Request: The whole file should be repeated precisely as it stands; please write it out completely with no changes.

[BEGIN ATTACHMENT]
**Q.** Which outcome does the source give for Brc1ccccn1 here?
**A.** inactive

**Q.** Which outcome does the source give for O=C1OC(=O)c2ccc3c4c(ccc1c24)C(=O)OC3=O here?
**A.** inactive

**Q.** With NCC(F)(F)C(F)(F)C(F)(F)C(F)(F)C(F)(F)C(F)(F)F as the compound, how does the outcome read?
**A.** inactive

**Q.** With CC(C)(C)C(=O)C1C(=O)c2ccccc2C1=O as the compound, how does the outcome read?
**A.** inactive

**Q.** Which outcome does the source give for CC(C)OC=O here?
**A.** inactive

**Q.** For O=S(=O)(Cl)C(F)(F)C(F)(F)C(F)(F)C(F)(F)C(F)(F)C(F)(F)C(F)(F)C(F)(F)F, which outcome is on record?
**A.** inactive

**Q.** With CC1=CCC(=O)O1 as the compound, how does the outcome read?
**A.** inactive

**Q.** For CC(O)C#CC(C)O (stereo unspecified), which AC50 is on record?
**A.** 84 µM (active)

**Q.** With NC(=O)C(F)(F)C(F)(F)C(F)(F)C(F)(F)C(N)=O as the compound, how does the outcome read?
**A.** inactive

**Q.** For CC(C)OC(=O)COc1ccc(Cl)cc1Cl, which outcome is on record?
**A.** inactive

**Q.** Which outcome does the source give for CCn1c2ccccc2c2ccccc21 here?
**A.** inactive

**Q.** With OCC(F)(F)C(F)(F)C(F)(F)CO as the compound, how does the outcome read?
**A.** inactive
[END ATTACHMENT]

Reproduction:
**Q.** Which outcome does the source give for Brc1ccccn1 here?
**A.** inactive

**Q.** Which outcome does the source give for O=C1OC(=O)c2ccc3c4c(ccc1c24)C(=O)OC3=O here?
**A.** inactive

**Q.** With NCC(F)(F)C(F)(F)C(F)(F)C(F)(F)C(F)(F)C(F)(F)F as the compound, how does the outcome read?
**A.** inactive

**Q.** With CC(C)(C)C(=O)C1C(=O)c2ccccc2C1=O as the compound, how does the outcome read?
**A.** inactive

**Q.** Which outcome does the source give for CC(C)OC=O here?
**A.** inactive

**Q.** For O=S(=O)(Cl)C(F)(F)C(F)(F)C(F)(F)C(F)(F)C(F)(F)C(F)(F)C(F)(F)C(F)(F)F, which outcome is on record?
**A.** inactive

**Q.** With CC1=CCC(=O)O1 as the compound, how does the outcome read?
**A.** inactive

**Q.** For CC(O)C#CC(C)O (stereo unspecified), which AC50 is on record?
**A.** 84 µM (active)

**Q.** With NC(=O)C(F)(F)C(F)(F)C(F)(F)C(F)(F)C(N)=O as the compound, how does the outcome read?
**A.** inactive

**Q.** For CC(C)OC(=O)COc1ccc(Cl)cc1Cl, which outcome is on record?
**A.** inactive

**Q.** Which outcome does the source give for CCn1c2ccccc2c2ccccc21 here?
**A.** inactive

**Q.** With OCC(F)(F)C(F)(F)C(F)(F)CO as the compound, how does the outcome read?
**A.** inactive